During All-Star Sunday this past February, Buddy Hield was at home in New Orleans, getting ready for a night out. His Pelicans were hosting All-Star Weekend, and though the main game had just wrapped, plenty of celebrating remained. Before leaving, Hield heard the jingle of an ESPN alert. He mindlessly picked up his phone and read off the screen. Change of plans. He was going to Sacramento in a deal for DeMarcus Cousins.

For Hield, a rookie, to be traded at all was bizarre, and to go to Sacramento was stunning. Sacramento? It was as far as could be from his native Bahamas, and nowhere near the southern states where he spent his teenage and college years.

“I didn’t watch Sacramento, didn’t know what they did,” Hield says. “I was caught in a daze. But I had to go on to the next team. I decided to try to turn the franchise around.”

That’s a tall order. The Kings have not been good in more than a decade. In 2002, Chris Webber, Mike Bibby, Peja Stojakovic and Vlade Divac led a memorably selfless team to the Conference Finals. Sadly, though, a litany of injuries and odd trades cursed that era and plagued the ones that followed. Just a few years ago, the franchise nearly left town altogether.

And yet, Hield’s goal is not out of reach. Yes, hope springs eternal in Sacramento thanks to one of the League’s more intriguing young cores. This season, the Kings will feature 10 players with zero-to-two years of NBA experience, with nine first-round picks among them. Hield is the movement’s centerpiece.

Following the big trade last year, Hield started 18 games with Sacramento. In those starts, he averaged around 16 points, 4.5 rebounds, 2 assists and 2.5 threes per game. He hit 47 percent overall and 43 percent from deep. If done over a full season, those numbers would stand alone across the NBA—last year, no player scored as many points and hit as many threes at higher clips.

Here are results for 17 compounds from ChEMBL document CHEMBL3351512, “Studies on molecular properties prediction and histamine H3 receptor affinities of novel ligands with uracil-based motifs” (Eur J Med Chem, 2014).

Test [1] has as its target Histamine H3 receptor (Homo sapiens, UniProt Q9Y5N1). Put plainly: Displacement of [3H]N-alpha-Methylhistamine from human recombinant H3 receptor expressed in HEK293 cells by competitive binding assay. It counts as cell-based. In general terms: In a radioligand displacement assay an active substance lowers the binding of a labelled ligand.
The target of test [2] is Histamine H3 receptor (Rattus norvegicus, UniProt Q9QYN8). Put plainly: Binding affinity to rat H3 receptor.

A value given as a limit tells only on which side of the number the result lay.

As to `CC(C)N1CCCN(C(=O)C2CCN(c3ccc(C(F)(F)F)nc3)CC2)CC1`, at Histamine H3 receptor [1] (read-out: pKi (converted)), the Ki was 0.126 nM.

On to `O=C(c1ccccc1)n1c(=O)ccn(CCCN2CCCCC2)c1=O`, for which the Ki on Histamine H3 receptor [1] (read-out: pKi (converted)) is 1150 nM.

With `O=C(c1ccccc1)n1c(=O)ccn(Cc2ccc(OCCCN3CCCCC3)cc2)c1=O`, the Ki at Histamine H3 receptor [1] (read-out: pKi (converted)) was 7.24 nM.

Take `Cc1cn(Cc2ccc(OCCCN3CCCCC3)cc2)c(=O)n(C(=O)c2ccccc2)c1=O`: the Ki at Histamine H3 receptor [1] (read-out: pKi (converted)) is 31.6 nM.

On the floor, Hield moves with a purpose. He likes to approach half-court sets at a measured pace, surveying the floor. At 6-4, he has excellent handles in traffic; at 215 pounds, he’s comfortable attacking the rim. Most of all, though, he loves to stroke it.

Hield has a simple, quick release from deep, but shoots in a thousand unorthodox ways from inside the arc. He’s shown a Dirk-ish turnaround, a Pierce-esque leaning jumper, a Parker-like floater. Sometimes, those moves will converge, like on a funky 20-footer that he releases with one hand, falling forward, or on a physically improbable fadeaway floater.

“In the NBA, everyone is so athletic, the defense is so good, you just try to find a way to get a shot off quick,” he says. “I enjoy watching Paul George, Steph Curry, CJ McCollum—guys who score the ball a lot. I try to nitpick their moves. But I just be me on the court.”

Hield is calling from L.A., where he’s been training ahead of his sophomore season. He speaks quickly with a heavy Bahamian accent (he was born in the town of Freeport). He likes to say that he has three alter-egos: Buddy Buckets, Buddy Fresh and Buddy Love.